The Financial Services Committee of the US House of Representatives has voted to give regulators more time to deliver the rules that will govern derivatives trading.
The committee approved a bill, HR 1573, introduced on 13 April by representatives Spencer Bachus, Frank Lucas, Michael Conaway and Scott Garrett, which extends the deadline for implementing Title VII of the Dodd-Frank Wall Street Reform and Consumer Protection Act to 30 September 2012, with the exception of regulatory reporting rules and the definition of certain terms, including swap, security-based swap, and security-based swap agreement. A version of the bill which delayed compliance with new derivatives rules to the end of December 2012 had previously been approved by the House Agricultural Committee on 4 May.
The Financial Services Committee also voted to maintain the original Dodd-Frank effective date for regulators to finalise clearing rules by 21 July, 2011.
Concerns over the speed at which regulation is being implemented were raised following an investigation into the cost-benefit analysis of specific rule proposals by the inspector general of the Commodity Futures Trading Commission (CFTC), the US derivatives trading regulator, in April.
HR 1573 is intended to give both the CFTC and the Securities and Exchange Commission (SEC), the US's securities trading watchdog, more time to meet the objectives of the derivatives title and to address concerns that proposed rules could disadvantage US firms operating in the derivatives market. Additionally, the bill aligns the US with the Group of 20 political leaders' agreement to implement financial markets reform by December 2012.
“Dodd-Frank created a whole new regulatory structure for derivatives markets and it is vitally important to our economy that regulators get this new structure and the underlying rules right,” said Ken Bentsen, executive vice president, public policy and advocacy at SIFMA. “While we remain committed to fully implementing the derivatives provisions in the Act, we believe that the current July 21, 2011 deadline does not provide adequate time for regulators to consider the critical issues related to this new regulatory system for over the counter derivatives markets. This legislation would provide additional time for regulators to draft rules, conduct additional cost-benefit analysis and consider the cumulative impacts of these rules on the market and how they would affect businesses and consumers.”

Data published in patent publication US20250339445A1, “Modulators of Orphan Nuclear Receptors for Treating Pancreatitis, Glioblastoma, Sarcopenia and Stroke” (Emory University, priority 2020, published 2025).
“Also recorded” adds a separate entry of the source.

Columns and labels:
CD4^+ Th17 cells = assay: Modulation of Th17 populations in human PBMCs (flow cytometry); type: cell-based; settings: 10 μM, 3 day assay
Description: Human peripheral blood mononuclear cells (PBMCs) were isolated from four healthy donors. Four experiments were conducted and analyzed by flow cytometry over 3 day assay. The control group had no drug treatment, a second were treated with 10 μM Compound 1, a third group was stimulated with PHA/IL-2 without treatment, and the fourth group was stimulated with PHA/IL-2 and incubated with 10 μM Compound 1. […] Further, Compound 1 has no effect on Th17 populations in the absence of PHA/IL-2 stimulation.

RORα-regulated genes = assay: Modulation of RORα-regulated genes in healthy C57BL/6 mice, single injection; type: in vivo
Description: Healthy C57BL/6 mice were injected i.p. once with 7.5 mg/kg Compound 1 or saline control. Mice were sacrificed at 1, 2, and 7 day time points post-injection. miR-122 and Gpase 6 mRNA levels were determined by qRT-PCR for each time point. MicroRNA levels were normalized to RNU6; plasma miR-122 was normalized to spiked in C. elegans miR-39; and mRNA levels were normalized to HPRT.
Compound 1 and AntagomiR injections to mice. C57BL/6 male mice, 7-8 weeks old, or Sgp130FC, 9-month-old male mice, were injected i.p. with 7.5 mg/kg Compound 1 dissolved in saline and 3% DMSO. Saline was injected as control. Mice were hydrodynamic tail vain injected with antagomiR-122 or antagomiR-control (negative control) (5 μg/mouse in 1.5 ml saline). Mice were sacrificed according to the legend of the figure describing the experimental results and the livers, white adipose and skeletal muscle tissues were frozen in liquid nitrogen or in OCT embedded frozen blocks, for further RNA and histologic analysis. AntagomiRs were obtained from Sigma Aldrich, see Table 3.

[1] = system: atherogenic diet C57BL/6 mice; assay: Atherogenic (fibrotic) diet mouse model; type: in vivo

The bill was approved by 30 votes to 24, all of the latter being Democratic representatives.
Once a bill is revised by the committees under whose jurisdiction it falls, it must be debated on the floor of Congress, which consists of both the House of Representatives and the Senate, for approval.
While the House is dominated by the Republican party with 240 members over the Democrat's 193, the Senate is currently dominated by members of the Democrat party with 53 senators, including two aligned independents over the Republican Party's 47 members.